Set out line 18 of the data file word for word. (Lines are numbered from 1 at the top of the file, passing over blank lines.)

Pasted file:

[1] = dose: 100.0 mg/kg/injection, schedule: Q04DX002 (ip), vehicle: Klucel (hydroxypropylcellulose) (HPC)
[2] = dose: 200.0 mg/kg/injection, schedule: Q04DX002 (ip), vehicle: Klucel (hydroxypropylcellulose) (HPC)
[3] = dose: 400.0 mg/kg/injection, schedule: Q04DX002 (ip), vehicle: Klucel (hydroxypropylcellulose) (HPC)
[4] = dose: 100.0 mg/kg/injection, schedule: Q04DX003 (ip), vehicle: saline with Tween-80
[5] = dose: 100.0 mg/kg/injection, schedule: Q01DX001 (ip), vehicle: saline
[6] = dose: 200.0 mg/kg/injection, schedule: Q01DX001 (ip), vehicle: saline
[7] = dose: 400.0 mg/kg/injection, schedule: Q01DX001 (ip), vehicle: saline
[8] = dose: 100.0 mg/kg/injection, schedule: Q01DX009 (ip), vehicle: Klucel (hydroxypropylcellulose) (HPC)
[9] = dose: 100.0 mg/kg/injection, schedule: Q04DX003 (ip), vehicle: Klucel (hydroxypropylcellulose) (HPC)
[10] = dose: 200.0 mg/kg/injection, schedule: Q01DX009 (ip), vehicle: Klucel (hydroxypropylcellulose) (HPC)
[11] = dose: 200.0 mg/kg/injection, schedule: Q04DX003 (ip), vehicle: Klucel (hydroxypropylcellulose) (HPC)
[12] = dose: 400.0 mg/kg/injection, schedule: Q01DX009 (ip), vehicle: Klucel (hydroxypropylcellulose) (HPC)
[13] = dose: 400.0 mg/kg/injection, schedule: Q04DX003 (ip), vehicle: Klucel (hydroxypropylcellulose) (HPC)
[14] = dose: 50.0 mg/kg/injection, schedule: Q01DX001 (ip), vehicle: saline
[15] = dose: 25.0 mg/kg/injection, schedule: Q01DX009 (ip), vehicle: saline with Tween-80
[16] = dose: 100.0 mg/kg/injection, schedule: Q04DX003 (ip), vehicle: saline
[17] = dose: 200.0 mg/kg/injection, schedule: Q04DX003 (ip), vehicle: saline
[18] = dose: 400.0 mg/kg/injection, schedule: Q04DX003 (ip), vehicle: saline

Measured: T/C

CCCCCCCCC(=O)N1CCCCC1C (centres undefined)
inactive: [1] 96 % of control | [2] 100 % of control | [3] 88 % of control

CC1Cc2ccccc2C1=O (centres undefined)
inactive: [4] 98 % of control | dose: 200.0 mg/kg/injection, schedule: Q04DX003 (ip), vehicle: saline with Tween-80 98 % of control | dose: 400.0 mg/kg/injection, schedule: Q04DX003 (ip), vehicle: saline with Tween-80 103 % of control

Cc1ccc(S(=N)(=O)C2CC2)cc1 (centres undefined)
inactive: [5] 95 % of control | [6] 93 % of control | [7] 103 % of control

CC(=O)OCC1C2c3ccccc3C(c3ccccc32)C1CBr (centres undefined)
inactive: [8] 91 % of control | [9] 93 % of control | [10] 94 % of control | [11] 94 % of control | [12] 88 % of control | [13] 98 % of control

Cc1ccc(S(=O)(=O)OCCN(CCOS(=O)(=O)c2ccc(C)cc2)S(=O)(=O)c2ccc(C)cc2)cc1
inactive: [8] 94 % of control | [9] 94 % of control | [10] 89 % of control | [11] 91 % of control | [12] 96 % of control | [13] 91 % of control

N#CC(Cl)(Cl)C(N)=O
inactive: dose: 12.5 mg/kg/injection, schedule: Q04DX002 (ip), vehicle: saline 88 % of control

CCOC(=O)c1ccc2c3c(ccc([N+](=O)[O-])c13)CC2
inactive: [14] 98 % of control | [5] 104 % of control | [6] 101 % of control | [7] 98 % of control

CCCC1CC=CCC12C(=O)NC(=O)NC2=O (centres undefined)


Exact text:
[18] = dose: 400.0 mg/kg/injection, schedule: Q04DX003 (ip), vehicle: saline